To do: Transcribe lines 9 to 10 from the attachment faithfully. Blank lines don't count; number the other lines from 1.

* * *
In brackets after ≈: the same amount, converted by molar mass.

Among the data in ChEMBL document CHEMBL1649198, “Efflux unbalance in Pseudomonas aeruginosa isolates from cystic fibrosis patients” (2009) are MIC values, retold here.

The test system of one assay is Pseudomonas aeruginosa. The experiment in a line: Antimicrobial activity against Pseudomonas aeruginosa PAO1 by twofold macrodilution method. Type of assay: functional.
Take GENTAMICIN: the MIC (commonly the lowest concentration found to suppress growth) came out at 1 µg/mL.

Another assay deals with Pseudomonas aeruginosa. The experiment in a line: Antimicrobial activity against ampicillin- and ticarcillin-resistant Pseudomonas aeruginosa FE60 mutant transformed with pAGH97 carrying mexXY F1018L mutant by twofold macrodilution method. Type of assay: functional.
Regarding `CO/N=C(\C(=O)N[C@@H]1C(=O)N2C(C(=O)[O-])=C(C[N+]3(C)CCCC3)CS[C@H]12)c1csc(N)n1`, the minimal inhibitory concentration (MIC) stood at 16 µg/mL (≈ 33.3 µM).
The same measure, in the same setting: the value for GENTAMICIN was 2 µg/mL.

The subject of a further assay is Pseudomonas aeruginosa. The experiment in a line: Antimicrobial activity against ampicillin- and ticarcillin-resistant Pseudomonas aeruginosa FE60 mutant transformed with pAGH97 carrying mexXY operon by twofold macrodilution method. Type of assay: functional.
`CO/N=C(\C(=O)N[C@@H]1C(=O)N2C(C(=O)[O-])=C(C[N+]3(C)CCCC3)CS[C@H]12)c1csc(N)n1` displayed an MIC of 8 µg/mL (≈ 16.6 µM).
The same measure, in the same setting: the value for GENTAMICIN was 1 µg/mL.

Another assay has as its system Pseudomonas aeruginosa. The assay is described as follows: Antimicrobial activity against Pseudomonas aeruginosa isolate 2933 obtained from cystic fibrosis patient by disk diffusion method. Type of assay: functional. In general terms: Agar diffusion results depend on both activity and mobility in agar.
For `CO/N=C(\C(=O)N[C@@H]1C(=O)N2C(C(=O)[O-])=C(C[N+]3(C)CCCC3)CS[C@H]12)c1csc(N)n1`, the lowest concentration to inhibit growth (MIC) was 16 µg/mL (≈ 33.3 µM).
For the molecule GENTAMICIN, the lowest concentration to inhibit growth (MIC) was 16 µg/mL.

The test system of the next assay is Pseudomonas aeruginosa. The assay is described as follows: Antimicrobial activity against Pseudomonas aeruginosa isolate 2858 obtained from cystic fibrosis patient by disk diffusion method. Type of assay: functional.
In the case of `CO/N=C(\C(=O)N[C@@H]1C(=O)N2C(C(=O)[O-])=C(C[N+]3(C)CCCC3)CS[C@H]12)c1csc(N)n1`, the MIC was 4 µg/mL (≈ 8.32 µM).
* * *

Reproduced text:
`CO/N=C(\C(=O)N[C@@H]1C(=O)N2C(C(=O)[O-])=C(C[N+]3(C)CCCC3)CS[C@H]12)c1csc(N)n1` displayed an MIC of 8 µg/mL (≈ 16.6 µM).
The same measure, in the same setting: the value for GENTAMICIN was 1 µg/mL.